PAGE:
Losing my mom, becoming the mom
I wish I knew how to juggle this new phase with my mom when taking over her bills and doctor appointments, having a young child of my own, and a growing business are eating my lunch. I know she won’t be here forever, and there may come a time when she is here but not here. The logistics of the work that needs to be done takes me from just being with her sometimes, and I feel guilty about that.
Still, right now, I reflect on the fact that exactly a year ago at this time I had one of the most poignant conversations with my mom of my whole life. She had already started to decline in many ways and was not the same as when that video was filmed. But when I really needed her advice, she emerged from the fog to speak to me with clarity and wisdom. It hadn’t been long since I had found a letter from my dad in a box of silly notes (here is a video I made after finding the letter), also telling me what I needed to hear. But somehow, I also needed my mother’s blessing, too.
We were driving to the funeral of my aunt, my dad’s last living sibling and I told her I wanted to talk to her about something. I felt her perk up. I felt her totally focus on me and what I was saying in a way she had not been able to do in years. I told her I was thinking of leaving my very good day job to tell people’s stories full time, like when we wrote her life story. I laid out the logic and then asked what she thought. With full presence of mind she said, “I think if your dad were here he would say to go for it.” Then I asked, “But what do you think?” She paused, looking for the right words and she said the words I needed to hear, “I think if you didn’t try, you would always regret it.”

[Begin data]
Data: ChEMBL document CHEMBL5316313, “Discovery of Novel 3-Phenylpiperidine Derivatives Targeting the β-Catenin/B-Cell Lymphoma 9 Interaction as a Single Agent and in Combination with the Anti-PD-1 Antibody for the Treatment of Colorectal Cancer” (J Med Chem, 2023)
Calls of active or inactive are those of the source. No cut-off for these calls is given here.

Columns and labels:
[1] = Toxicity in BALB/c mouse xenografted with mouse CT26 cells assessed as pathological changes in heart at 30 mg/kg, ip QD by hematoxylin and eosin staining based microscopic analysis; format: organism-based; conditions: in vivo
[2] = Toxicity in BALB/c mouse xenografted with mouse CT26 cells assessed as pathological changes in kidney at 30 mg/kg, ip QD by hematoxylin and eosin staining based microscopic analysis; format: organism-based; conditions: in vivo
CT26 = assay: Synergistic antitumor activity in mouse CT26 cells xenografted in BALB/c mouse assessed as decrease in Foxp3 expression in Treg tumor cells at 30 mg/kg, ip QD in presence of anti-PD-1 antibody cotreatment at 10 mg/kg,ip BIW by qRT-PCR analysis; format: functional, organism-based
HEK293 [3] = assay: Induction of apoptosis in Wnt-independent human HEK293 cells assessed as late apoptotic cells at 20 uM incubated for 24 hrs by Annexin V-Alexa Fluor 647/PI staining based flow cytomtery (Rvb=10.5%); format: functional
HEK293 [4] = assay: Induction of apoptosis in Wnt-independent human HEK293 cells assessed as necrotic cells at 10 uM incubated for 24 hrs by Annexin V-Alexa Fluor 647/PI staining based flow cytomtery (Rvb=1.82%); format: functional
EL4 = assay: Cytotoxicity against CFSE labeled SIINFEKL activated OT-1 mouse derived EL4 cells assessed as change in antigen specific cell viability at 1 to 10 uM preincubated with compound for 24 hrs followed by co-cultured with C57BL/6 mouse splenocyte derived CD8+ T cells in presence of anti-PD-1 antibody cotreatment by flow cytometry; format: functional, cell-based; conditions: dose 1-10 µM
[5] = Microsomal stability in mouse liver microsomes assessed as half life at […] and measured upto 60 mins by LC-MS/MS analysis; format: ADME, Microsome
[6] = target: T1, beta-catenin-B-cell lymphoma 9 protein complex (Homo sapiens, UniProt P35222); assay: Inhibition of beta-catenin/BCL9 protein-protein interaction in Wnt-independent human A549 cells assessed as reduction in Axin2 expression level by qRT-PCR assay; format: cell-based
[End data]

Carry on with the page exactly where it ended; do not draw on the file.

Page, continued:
Thank you, Mom
Thank you Mom, for always believing in me, for being my cheerleader. For being the person in life who against all better judgment, believes I am just right the way I am. I hope I can repay a tiny bit of what you gave to me by taking care of you now. I know I act frantic a lot of the time because I’m just trying to keep it together in the same way you were trying to keep it together when we were little. But I want you to know that it feels like a profound privilege to help take care of you now, to tell you that it is going to be okay, to tell you that I am sorry you can’t remember, and that I can only imagine how frustrating it must feel to not be able to take care of everyone and everything. I want to tell you that I see how hard you are trying. I have told you, of course, but you forget. I guess I should tell you every day for the rest of your life how much I love you and how grateful I am. I am not exaggerating when I say that I believe everything I am is because you believed in me. I wish I could take care of you in the way I know you wanted to take care of me as a child, reassuring me and giving me everything I need to feel safe as you rock me to sleep. Hush, hush. Hush.
If you like the idea of telling a loved-one’s story (like my mom and I did) or your own, download my all-time favorite question prompts here:
Rhonda Lauritzen is the founder and an author at Evalogue.Life – Tell Your Story. Rhonda lives to hear and write about people’s lives, especially the uncanny moments. She and her husband Milan restored an 1890 Victorian in Ogden, Utah and work together in it, weaving family and business together. She especially enjoys unplugging in nature. Check out her latest book Remember When, the inspiring Norma and Jim Kier story.
Get our weekly email with tips to tell your story and the Sunday Edition. (Free, of course)